Series! About Dating in Japan: Article 4 of 6: What’s the Deal with Love Confessions? | Guidable - Your Guide to a Sustainable, Wellbeing-centred Life in Japan

Series! About Dating in Japan: Article 4 of 6: What’s the Deal with Love Confessions?

By Caitlin Collins Nov 12, 2018

This post is also available in: Thai

You’ve been on a few dates, things seem to be going well– but is it a real relationship?  Well, without a kokuhaku, chances are: probably not.  One of the biggest differences between dating in Japan and in America is the concept of a ‘love confession’.

A love confession, or kokuhaku is common practice and more often than not is the precursor to starting a serious relationship.  But what exactly is kokuhaku?



I love you, or I like you?


Kokuhaku directly translates to “confession”, and are common place not only in TV shows and movies, but also in the real world of dating in Japan.  But what does it mean?

In English, we have two different phrases “I love you,” and “I like you,” both hold a different meaning and are used at different points in a relationship.  Generally for English speakers “I love you” carries quite a bit of weight and is usually reserved for later in a relationship.  In Japanese, the word “suki” can mean both “like” and “love”.  So when you confess your feelings using suki” or “daisuke” (I really like) what does this mean?

Since kokuhaku is just the act of confessing itself, the contents of the confession are up to the speaker.  The typical confession however, would be closer to the English “I like you” or “I really like you”.  It is expressing your seriousness in the relationship, but not declaring that you are completely “in love” with somebody too early in a relationship.  Don’t make the mistake of saying “aishiteru” too early!  This is much closer to the English meaning of “I love you” and is reserved for very serious conversations about your feelings, much later on in a relationship.


Let’s be Exclusive!


Generally, a relationship is not viewed as serious or exclusive until kokuhaku is given.  Typically in the West, women wait for men to take the lead on a confession, but in Japan its equally common for men and for women to confess their feelings.  Either party in the relationship can make this confession, and it generally means that you are hoping for a serious relationship with this person.  Even if you are only casually dating, after confessing your feelings, any dates with another person could be viewed as cheating.

However kokuhaku can be given before any sort of dating begins!  Many people confess their feelings as a precursor to any sort of dating.  This is more common for students and younger people, but can happen organically at any early point in a relationship.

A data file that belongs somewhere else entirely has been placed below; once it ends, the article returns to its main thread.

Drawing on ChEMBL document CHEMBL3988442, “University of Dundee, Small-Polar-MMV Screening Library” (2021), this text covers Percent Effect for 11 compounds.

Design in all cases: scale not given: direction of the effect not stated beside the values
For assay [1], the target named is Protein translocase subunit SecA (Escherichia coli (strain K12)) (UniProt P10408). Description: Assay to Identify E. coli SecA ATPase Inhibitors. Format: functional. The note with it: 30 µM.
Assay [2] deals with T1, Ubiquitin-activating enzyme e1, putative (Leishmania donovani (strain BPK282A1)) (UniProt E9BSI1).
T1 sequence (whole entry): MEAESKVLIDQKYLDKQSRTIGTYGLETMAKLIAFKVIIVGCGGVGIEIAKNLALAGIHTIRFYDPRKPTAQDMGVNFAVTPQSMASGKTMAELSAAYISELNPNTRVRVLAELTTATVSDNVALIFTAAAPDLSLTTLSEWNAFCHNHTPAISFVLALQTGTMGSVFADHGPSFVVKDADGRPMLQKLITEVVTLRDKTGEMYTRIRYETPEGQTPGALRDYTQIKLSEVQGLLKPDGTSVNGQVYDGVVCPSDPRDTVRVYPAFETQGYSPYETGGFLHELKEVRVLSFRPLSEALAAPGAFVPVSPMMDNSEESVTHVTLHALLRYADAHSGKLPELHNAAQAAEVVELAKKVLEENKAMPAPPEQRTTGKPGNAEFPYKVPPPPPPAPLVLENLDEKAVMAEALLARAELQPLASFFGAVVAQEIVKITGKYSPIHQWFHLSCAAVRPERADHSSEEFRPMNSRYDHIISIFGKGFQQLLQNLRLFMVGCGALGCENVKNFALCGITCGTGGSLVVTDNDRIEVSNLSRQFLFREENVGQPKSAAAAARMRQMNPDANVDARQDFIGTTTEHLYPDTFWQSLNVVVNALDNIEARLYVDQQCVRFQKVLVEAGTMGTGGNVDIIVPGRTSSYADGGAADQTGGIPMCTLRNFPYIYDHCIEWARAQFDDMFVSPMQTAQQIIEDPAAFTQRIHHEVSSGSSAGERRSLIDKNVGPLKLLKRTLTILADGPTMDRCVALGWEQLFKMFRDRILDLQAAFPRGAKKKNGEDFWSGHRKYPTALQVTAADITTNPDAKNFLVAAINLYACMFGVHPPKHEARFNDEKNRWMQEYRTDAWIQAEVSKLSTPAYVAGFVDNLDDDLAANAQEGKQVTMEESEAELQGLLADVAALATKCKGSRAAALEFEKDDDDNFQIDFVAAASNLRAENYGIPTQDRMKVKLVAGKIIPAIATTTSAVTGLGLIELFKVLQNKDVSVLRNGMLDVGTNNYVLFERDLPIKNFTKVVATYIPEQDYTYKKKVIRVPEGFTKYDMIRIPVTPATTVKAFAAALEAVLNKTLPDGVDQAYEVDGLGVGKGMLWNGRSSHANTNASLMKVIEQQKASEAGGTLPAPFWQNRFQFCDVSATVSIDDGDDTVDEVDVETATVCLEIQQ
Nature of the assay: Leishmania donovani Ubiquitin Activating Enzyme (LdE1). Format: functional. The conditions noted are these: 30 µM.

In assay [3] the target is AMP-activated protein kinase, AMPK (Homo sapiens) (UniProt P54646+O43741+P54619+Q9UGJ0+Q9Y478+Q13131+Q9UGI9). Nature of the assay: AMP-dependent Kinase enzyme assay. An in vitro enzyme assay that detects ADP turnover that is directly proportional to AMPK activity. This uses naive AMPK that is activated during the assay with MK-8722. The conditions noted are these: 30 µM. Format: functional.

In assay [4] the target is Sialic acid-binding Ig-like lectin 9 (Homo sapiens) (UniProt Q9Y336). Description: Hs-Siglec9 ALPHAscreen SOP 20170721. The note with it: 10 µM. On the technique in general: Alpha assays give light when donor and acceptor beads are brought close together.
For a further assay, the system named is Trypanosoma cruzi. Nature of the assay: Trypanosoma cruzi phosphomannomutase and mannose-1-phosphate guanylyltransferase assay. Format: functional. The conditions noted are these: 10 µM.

For adults, kokuhaku also can show that you are ready for a future together, and that the relationship has the possibility of leading to marriage.  Many older people in Japan won’t bother dating someone unless they are serious about marriage later down the road, and this can be expressed in your love confession.


How to Make a Confession


So, you’ve decided it’s time to give your confession.  Giving kokuhaku can seem daunting to foreigners, as it is a seemingly formal tradition.  The problem is, everyone is nervous about kokuhaku.  So if you’re waiting for your date to confess, they may also be waiting for you.

The best advice is be direct, sincere, and brave!  Gathering up the courage to confess your feelings is much more difficult than the confession itself.  Read the atmosphere, if it feels like a good time to tell her how you feel, go for it!

Some tips for a successful confession are:

  • Try to have this conversation in a private place, confessing your feelings in public or in front of a group of friends can be embarrassing for everybody.
  • Don’t text it!  A confession is much more meaningful when it comes from you directly, not through a message.
  • Don’t show her your pay slip– you’d be surprised how many men think this is a good idea.

When should you confess?  Well, there is no exact answer for the “right” or “wrong” time.  Most agree that you shouldn’t date too long without confessing your feelings, as it can seem as if you aren’t serious, or are just playing around with your date.  People like to start relationships with people who are serious, and have clear intentions, and kokuhaku allows those intentions be known.


Why Confess?


The whole tradition of kokuhaku may seem strange to foreigners, but it’s not too different than asking someone you’re dating if they would like to be exclusive.  It makes you nervous, you may fear rejection, and it can be a big step in a relationship.

Love confessions create an opening for clear communication in a relationship, it can be endlessly frustrating to continue going on casual dates and not know how the other person feels, or if they are serious about the relationship.  Kokuhaku clears the air and makes very little room for misinterpretation.


Check out other articles in this series:


[:en]Series! Dating in Japan Article 1 of 6: 3 Things You Must Avoid at your next Gokon![:th]ซีรีส์! การเดทในญี่ปุ่น บทความที่ 1 ใน 6: 3 สิ่งที่คุณต้องหลีกเลี่ยงเมื่อไป “โกคง” ปาร์ตี้จับคู่ต่อไปของคุณ[:]

[:en]Series! Dating in Japan Article 2 of 6: To LINE, or not to LINE? Let’s make a date![:th]ซีรีส์! การเดทในญี่ปุ่น บทความที่ 2 ใน 6: จะไลน์หรือไม่ไลน์ดี? มานัดเดทกัน![:]

[:en]Series! About Dating in Japan: Article 3 of 6: The Do’s and Dont’s of your First Date.[:th]ซีรีส์! การเดทในญี่ปุ่น บทความที่ 3 ใน 6: สิ่งที่ควรและไม่ควรทำในเดทแรกของคุณ[:]

[:en]Series! About Dating in Japan: Article 5 of 6: 4 Tips to Plan the Perfect Christmas Date[:]

Series! About Dating in Japan: Article 6 of 6: All you need to know about Japanese weddings!